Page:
Most nights growing up, we had the television on during dinner for the first part of the nightly news. It was turned off after the major stories were covered. But on most evenings for most of my childhood, the happenings in the country and the world were pretty consistently the background noise to our mealtime conversation.

That changed in 1998.

1998 was the year the Monica Lewinsky and Bill Clinton sex scandal broke and given the content of the topics covered and the sexually explicit terms, the television was quickly turned off by my disgusted—and embarrassed—parents.

Nearly two decades later, and now I’m the parent. We don’t eat to the hum of the talking heads reporting the news, but you can bet, I am extra careful these days to keep my 6-year old and 4-year old away from the television when it’s on. Like 1998, it’s a complicated time to be a parent, and a dangerous time to be a kid.

I think what was most disappointing to me in the hours and days that followed the breaking story of Donald Trump and his own explicit and degrading comments about women was how much this was all about politics. Still.

 How there was talk of Trump handing over the nomination due to his brazen and offensive language.

How there was mention of Bill Clinton’s own sordid past and Hillary’s complicit involvement.

How it was all, “Yeah, what he said was terrible, but let’s not forget how bad Bill was and Hillary’s own questionable actions!”

And, “Yeah, but Bill’s not running for president and that was years ago! You’re guy wants to hold the most powerful office in the world!”

Excuse me. Are we really doing this? Are we really condemning the words of Trump, but in the same breath, saying BUT, they’re nothing compared to Hillary’s legal indiscretions? Are we really sweeping under the carpet the embarrassing number of affairs and sexual assault charges former president Clinton had made against him, saying it doesn’t matter since he isn’t the one running this time around?

Excuse me. Aren’t we forgetting the real issue here? That this isn’t about politics at all? That insulting, belittling, humiliating and—yes, the word deplorable works here—words, used to describe women and acts done to women disregards party lines? That the dignity of women is not a problem isolated to one party?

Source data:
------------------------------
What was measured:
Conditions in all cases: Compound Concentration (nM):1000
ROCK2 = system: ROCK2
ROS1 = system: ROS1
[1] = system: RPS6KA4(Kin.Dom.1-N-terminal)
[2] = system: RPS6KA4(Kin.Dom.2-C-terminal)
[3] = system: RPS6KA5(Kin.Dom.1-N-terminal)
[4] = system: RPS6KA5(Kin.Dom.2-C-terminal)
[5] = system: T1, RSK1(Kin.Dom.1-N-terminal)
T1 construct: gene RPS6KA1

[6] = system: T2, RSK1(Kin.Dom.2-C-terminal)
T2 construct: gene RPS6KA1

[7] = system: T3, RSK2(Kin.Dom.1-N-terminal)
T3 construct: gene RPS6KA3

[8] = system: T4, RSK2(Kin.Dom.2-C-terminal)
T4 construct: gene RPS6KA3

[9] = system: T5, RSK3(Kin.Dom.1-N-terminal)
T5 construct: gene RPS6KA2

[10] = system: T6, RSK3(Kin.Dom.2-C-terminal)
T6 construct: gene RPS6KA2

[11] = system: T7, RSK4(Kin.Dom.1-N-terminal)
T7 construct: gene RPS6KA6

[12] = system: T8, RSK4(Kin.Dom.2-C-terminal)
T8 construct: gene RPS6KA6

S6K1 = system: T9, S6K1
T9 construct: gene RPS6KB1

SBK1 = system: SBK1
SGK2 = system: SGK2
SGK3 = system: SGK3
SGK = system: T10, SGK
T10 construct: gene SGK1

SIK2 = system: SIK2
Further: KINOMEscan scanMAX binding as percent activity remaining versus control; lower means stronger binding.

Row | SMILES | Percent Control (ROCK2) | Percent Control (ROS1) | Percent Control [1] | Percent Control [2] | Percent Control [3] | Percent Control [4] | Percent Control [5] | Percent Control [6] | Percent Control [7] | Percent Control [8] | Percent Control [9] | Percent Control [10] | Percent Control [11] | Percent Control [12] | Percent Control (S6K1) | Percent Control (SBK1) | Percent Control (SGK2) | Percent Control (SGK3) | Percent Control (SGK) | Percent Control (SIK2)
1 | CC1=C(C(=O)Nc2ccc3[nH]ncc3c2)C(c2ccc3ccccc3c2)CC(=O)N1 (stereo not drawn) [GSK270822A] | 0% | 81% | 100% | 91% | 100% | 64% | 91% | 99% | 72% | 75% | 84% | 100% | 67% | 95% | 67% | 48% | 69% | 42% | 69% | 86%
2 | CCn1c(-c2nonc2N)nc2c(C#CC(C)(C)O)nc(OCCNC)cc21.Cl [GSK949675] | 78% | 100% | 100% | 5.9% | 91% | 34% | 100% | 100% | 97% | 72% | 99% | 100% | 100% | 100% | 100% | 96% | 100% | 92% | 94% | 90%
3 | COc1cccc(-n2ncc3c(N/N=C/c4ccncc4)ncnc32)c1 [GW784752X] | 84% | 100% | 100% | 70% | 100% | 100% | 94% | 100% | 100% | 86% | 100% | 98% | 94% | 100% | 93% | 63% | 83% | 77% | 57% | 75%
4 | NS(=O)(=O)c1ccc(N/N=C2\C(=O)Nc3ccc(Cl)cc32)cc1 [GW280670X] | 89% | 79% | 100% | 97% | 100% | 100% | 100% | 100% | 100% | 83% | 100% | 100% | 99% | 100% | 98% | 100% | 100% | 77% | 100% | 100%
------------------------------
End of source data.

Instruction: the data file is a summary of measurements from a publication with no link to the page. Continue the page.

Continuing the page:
That is the real issue. And we ought to be ashamed of ourselves if we can’t see that.

This is not a Republican misstep. And this is not a Democrat blunder. This is a culture people on all ends of the spectrum politically participate in and it is a culture that offends, degrades and insults half the world. Let’s put politics aside for a second, shall we? Let’s stop lowering the bar so much so that I can try to make my guy/girl look better than yours. Let’s have the gall to call it what it is on both sides. Reprehensible treatment of and talk about women that is unacceptable. And I don’t care how you vote. Character demands you call it what it is in both parties. Sick.

Have you ever seen or heard a telegram being delivered? At the end of every line it says, “stop”. It actually spells it out. “I’m coming home stop.” “I have great news stop.” Do you know what I would have loved to see more of this past weekend?

From the Republicans, “This language was inexcusable stop.”

From the Democrats, “We’re not proud of our history in this department either stop.”

I’ve been married for 10 years. Here’s what I’ve learned in the decade of life I’ve spent trying to love and honor, respect and serve my husband: The apologies that go the furthest, the messages that are communicated the loudest, are ones where I own what I did wrong, and I stop. Not, “But you did this!” Not, “But I’m still right even though I said this wrong!” Just plain and simple: “I did this, and that’s not okay.” Stop.

In our effort to one up each other politically in defense of our “guy”, we are actually lowering the standard of conduct to an embarrassingly low place. This is a cultural problem and it’s time we start believing—and acting like we believe—that it will not hurt our credibility to call what is wrong, wrong, even if it was someone in our own party who did it. And stop there.

And it’s time we start asking larger questions. What kind of society are we living in, what kind of ethos are we breeding, that makes this language and behavior acceptable? What cultural legacy are we leaving behind for our children? What are the future implications for our nation when we continue to zero in on party problems and not character problems?

I’m not worried about this country because I’m a Republican and these tapes were leaked. I’m not worried about this country because I’m a Democrat and the potential first husband has been accused of rape. I’m worried about this country because I’m a human. I’m a mom. I’m raising sons. And I think my party affiliation has little to do with whether I raise boys who see women as image bearers of the same God who made them. Because as different as these two parties may be, I pray to God we can find commonality in our quest for mutual respect, unmovable integrity and honoring treatment of all people, all genders and all backgrounds.

These days, I’m not pulling for a party. I’m pulling for people. For humanity. For us to be willing to stand up and call wrong what is wrong and to have courage enough to try better, party lines aside.

I want to be able to have the nightly news on and point out our leaders and our representatives to two little boys who I’m constantly telling to treat others the way they want to be treated, and say, “You know what kindness towards others looks like? You know what respect towards women looks like? You know what honor for all people looks like? It looks like him. It looks like her. Now go and do likewise.”